Tenth Circuit rejects Moncrieffe-based argument, holds 21 U.S.C. § 841(a)(1) is a “drug trafficking offense”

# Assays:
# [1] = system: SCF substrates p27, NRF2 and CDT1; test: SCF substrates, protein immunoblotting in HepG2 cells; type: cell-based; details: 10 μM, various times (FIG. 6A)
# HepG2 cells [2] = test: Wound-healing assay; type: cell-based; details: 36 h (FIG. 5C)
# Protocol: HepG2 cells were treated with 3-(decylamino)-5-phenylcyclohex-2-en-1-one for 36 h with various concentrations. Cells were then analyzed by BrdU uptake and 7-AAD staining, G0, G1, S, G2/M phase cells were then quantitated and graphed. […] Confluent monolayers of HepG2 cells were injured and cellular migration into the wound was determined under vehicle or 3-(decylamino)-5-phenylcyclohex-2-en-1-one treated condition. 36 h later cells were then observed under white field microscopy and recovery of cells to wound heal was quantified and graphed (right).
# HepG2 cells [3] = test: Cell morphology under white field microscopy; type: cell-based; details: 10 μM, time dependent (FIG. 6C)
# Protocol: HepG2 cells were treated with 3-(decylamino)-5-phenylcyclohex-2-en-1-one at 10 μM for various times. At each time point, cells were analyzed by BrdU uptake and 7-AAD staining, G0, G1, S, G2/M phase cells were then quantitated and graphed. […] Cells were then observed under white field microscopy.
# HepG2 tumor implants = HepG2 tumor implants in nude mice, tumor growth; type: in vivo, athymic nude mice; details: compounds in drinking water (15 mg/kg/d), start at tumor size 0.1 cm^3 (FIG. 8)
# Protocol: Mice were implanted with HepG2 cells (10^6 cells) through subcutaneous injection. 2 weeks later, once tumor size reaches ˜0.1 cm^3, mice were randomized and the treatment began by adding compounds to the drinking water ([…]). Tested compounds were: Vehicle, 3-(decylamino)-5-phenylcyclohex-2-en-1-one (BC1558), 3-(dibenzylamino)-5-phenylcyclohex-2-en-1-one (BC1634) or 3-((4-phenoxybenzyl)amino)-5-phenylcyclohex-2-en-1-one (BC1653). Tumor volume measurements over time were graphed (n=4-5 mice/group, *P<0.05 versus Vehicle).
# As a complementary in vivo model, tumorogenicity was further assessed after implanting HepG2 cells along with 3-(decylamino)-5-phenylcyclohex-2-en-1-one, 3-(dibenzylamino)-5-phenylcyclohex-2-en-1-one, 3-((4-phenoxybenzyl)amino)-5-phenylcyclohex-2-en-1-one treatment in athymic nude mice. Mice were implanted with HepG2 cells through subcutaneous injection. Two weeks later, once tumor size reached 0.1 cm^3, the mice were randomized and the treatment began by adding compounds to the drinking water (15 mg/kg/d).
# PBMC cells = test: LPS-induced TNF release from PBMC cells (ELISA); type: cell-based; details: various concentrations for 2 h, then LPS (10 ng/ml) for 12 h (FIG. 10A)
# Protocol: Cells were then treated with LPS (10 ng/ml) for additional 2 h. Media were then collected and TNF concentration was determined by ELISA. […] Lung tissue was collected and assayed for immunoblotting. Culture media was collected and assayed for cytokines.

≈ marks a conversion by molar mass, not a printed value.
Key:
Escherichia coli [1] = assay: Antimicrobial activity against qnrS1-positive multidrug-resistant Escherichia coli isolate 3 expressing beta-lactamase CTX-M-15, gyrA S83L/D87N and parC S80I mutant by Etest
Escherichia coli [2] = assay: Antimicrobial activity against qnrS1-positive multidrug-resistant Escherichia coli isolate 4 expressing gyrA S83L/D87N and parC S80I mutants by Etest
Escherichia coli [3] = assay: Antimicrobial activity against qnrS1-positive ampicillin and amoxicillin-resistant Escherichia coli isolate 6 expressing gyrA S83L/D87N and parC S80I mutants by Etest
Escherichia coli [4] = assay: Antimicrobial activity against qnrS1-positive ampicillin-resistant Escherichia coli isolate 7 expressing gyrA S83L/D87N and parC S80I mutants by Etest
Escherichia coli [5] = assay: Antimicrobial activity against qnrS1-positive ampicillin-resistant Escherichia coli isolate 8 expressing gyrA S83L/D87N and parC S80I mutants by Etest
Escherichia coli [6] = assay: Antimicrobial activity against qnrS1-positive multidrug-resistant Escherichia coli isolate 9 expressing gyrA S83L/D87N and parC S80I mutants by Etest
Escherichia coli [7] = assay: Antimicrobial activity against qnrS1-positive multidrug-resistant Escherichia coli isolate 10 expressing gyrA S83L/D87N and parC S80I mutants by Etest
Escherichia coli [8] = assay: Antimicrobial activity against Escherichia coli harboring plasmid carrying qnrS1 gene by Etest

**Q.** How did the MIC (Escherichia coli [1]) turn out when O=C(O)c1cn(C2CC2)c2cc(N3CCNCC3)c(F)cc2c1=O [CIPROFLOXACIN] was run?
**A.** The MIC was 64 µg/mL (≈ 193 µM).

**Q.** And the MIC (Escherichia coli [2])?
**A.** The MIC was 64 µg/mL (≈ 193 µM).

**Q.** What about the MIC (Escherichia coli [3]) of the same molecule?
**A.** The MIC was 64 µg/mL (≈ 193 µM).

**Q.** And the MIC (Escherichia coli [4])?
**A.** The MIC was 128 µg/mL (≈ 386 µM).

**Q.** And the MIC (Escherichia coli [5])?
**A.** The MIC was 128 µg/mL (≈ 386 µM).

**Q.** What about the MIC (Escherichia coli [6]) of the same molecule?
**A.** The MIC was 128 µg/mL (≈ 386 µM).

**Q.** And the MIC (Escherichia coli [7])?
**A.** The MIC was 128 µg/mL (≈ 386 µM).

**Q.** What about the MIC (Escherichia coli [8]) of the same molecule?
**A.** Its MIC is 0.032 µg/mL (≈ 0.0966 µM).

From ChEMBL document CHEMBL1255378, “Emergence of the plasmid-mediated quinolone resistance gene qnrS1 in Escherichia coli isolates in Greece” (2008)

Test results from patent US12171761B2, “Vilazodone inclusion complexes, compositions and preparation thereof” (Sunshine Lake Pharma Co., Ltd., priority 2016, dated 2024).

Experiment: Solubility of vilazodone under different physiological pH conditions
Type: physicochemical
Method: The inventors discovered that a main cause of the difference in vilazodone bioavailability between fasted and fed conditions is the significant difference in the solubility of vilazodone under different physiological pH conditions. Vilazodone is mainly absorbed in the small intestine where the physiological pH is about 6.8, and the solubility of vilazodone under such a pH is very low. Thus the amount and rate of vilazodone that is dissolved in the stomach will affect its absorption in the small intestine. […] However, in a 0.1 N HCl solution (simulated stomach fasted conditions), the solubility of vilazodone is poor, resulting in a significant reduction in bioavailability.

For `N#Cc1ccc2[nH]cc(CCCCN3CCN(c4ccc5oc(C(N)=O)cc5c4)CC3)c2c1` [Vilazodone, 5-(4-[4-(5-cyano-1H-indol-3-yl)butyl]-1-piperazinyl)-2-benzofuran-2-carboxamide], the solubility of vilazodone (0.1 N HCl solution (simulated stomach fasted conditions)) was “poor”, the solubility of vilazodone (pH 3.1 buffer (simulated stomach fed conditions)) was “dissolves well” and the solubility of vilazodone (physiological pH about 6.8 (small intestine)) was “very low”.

U.S. v. Dominguez-Rodriguez, 817 F.3d 1190 (3/31/16) (N.M.) (Published) - The 10th turns down an ingenious attack on USSG § 2L1.2 enhancements. The 10th holds a violation of 21 U.S.C. § 841(a)(1) is a “drug trafficking offense” under USSG § 2L1.2(b)(1)(A). The possession with intent to distribute does not have to include an element of commercial dealing and remuneration, the 10th concludes. The 10th justifies the difference from the result in Moncrieffe v. Holder, 133 S. Ct. 1678 (2013), which did acknowledge a commercial dealing/remuneration element requirement in the immigration law context, on the grounds that § 2L1.2 had its own distinct definition of “drug trafficking offense.” That definition in application note 1 includes possession with intent to distribute a controlled substance. The 10th looks to the generic contemporary meaning of possession with intent to distribute. The 10th finds that meaning in § 841(a)(1). That provision criminalizes non-commercial, non-remunerative distribution. End of story. The 10th notes the anomaly that under its ruling a state drug offense might qualify for a 16-level enhancement, but under Moncrieffe, not for an aggravated-felony 8-level enhancement. But that anomaly was not before the 10th in this case, the 10th says, so it doesn't have to justify it now.